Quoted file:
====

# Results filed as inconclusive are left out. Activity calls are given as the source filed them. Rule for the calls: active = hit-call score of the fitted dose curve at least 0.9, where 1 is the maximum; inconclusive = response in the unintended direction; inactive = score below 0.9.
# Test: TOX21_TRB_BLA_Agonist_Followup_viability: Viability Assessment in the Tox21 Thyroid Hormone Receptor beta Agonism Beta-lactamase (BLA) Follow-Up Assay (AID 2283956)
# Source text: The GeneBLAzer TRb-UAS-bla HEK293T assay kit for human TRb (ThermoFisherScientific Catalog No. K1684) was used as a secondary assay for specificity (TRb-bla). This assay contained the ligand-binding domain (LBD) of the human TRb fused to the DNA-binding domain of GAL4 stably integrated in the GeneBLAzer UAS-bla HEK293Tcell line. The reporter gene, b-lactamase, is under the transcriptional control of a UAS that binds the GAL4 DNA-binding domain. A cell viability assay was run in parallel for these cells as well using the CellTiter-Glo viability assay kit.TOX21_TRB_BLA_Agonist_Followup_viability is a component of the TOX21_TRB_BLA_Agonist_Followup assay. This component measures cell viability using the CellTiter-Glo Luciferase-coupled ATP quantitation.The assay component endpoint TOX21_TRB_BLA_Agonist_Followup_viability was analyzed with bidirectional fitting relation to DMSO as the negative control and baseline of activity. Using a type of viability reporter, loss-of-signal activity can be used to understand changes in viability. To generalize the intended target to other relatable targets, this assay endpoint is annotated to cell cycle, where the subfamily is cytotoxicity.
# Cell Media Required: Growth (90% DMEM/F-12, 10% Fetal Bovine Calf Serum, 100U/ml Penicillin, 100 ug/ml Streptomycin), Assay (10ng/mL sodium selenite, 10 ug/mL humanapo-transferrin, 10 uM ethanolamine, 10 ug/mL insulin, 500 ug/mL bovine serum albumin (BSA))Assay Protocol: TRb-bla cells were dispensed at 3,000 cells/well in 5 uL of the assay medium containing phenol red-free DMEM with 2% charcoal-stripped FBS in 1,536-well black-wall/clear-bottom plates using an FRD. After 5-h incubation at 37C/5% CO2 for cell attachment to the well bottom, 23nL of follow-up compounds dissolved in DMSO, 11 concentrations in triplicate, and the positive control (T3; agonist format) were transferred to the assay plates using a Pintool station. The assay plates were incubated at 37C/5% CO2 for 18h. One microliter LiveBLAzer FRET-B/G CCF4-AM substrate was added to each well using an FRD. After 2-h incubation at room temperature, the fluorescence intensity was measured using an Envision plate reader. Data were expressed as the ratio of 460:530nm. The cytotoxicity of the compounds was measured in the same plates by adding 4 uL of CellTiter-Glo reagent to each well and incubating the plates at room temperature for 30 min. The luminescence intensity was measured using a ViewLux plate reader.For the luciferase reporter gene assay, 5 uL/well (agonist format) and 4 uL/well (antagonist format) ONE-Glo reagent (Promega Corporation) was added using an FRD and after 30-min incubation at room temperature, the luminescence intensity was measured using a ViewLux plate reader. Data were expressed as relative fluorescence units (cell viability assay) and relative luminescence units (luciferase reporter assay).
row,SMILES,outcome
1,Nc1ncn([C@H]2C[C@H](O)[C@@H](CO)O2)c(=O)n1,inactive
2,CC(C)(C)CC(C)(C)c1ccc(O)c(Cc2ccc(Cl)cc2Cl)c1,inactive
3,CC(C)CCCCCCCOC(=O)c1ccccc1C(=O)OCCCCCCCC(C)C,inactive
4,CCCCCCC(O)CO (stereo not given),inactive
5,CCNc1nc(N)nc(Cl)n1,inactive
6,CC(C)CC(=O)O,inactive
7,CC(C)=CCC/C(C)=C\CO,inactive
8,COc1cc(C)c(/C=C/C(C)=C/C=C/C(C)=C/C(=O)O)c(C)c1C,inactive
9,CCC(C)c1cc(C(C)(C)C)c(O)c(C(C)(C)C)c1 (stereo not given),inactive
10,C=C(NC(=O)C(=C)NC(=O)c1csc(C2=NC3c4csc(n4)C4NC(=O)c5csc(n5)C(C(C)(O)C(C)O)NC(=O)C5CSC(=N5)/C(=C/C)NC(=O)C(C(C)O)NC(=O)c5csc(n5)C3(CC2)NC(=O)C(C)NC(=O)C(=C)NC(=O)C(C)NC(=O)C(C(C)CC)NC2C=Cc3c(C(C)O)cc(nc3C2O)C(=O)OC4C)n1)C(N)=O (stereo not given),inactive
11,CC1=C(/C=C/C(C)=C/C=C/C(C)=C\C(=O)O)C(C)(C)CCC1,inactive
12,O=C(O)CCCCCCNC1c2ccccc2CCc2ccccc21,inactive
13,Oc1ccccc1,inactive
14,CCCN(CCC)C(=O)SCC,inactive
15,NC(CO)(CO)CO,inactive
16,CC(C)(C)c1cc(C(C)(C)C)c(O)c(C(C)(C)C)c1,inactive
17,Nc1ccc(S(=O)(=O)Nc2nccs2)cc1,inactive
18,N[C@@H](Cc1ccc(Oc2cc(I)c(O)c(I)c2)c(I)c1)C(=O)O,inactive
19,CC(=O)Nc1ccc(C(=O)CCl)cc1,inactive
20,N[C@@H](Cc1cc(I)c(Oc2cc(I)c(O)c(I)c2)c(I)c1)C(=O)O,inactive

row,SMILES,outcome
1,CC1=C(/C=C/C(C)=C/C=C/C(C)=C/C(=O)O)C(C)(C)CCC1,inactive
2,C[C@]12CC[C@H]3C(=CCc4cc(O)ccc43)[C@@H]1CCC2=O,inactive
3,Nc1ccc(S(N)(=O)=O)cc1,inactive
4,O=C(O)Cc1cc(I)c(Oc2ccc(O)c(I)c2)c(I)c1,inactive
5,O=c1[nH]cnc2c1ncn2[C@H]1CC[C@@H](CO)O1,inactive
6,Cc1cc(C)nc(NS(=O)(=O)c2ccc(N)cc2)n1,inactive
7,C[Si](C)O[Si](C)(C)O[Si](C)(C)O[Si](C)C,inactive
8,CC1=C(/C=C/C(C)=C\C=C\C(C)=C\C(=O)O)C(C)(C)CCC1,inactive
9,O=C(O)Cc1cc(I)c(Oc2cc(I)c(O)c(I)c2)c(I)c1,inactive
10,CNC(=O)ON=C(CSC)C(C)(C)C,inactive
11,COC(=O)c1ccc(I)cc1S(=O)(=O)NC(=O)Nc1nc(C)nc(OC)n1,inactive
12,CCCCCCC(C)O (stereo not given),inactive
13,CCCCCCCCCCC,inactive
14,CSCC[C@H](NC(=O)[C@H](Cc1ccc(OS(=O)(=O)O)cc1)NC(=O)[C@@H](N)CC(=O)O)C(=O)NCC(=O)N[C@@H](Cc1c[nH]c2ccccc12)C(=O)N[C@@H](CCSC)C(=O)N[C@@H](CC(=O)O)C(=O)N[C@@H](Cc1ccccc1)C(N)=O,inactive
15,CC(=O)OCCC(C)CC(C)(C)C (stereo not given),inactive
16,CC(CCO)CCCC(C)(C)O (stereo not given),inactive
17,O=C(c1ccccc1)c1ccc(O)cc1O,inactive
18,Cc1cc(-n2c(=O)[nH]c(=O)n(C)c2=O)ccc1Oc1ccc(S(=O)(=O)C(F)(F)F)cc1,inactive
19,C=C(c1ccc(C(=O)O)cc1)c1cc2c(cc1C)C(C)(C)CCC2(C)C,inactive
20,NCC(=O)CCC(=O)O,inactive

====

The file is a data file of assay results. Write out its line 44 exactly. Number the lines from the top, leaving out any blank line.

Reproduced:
18,Cc1cc(-n2c(=O)[nH]c(=O)n(C)c2=O)ccc1Oc1ccc(S(=O)(=O)C(F)(F)F)cc1,inactive